Am I Having a Panic Attack?

My heart is racing. It is pounding in my chest. I feel completely out of control. Maybe I am going crazy? Maybe I am having a heart attack? I feel like I am dying! I can’t breathe! Have you ever experienced any of these symptoms?

A panic attack is an intense wave of anxiety. It can come on unexpectedly and become immediately debilitating. Attacks often strike out of the blue, without any warning, and sometimes with no apparent trigger. They occur at any time, for instance, when driving, relaxing, in public, and at night when you are trying to sleep.

Furthermore, you may have encountered panic-inducing situations that trigger your body’s sympathetic (fight or flight) nervous system or you parasympathetic dorsivagal system (freeze) response. For example, your triggers could be situations such as public speaking, being around strangers, keeping up with school work, or excessive worry about the future. Or, you may have no idea what is bring on your panic attacks. They may just come out of the blue. 

For some individuals, your panic attack(s) may be related to other mental health symptoms, especially anxiety, depression, trauma, and low self-worth. Regardless of the cause, be assured that panic attacks are a treatable condition.

Panic Symptoms

  • Shortness of breath or hyperventilation
  • Heart palpitations or racing heart
  • Chest pain or discomfort
  • Trembling or shaking
  • Choking feeling
  • Feeling unreal or detached from your surroundings
  • Sweating
  • Nausea or upset stomach
  • Feeling dizzy, light-headed, or faint
  • Numbness or tingling sensations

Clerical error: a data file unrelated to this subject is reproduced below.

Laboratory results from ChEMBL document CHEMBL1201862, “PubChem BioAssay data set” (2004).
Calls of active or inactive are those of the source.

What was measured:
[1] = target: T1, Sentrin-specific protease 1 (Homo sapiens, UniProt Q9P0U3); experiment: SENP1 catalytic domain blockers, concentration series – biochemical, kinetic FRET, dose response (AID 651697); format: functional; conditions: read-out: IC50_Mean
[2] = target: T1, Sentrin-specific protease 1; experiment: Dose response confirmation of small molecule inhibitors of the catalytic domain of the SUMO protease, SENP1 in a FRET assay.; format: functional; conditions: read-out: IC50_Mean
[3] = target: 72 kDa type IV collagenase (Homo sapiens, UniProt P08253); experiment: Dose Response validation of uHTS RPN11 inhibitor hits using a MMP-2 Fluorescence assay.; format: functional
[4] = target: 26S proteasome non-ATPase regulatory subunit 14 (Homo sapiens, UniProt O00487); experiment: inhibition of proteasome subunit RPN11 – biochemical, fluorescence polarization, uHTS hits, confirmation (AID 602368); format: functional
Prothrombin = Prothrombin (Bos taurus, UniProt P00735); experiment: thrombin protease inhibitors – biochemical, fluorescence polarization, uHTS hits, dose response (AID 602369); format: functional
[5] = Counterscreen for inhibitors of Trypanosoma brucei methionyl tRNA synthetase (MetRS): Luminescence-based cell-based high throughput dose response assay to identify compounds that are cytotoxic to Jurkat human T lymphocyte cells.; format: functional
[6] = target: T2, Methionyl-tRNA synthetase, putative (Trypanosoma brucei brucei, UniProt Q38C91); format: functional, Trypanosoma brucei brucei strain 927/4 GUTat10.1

• Hot or cold flashes
  • Fear of dying, losing control, or going crazy
  • Feeling like you are having a heart attack

What to Do

If you are not sure that you are having a panic attack, seek medical attention. Physical health can also contribute to the severity and frequency of panic attacks. If you are having a panic attack, splashing cold water on your face will quickly reduce your symptoms. Cold water helps you become present and begins to decrease your physiological sensations that make you feel like your body is out of control.

Become the observer. Pay attention to your symptoms. Try to step out of yourself as if you are looking at what is going on within you. Take a compassionate approach and investigate what is going on. You may not have the answers. However, what you are doing is separating yourself from the event which will begin to eliminate the attack.

Remember the more you try to avoid or suppress your anxiety (not addressing it), the more likely you are to have a panic attack (even if they seem to come out of nowhere).

For more information on how to eliminate your panic attacks, better understand your anxiety and other distressing symptoms, please make an appointment today!

2 thoughts on “Am I Having a Panic Attack?

  1. Dawn Reckahn-Stone

    Overcoming panic attacks and anxiety can happen. I have accomplished it. It comes with a lot of work and facing your emotions rather than avoiding them or “stuffing” them down until they overwhelm you. You have to deal with your emotions somehow, so instead of allowing the negative reactions deal with them (anxiety, panic attacks, and other physical manifestations) make an appointment with Catherine to learn how to deal with them in a positive way. And if you have had some form of trauma in your life, join our trauma;moving forward group. On Monday evenings and as a group we will work towards being in the present moment and getting through these issues.
    Good Luck!

    Reply

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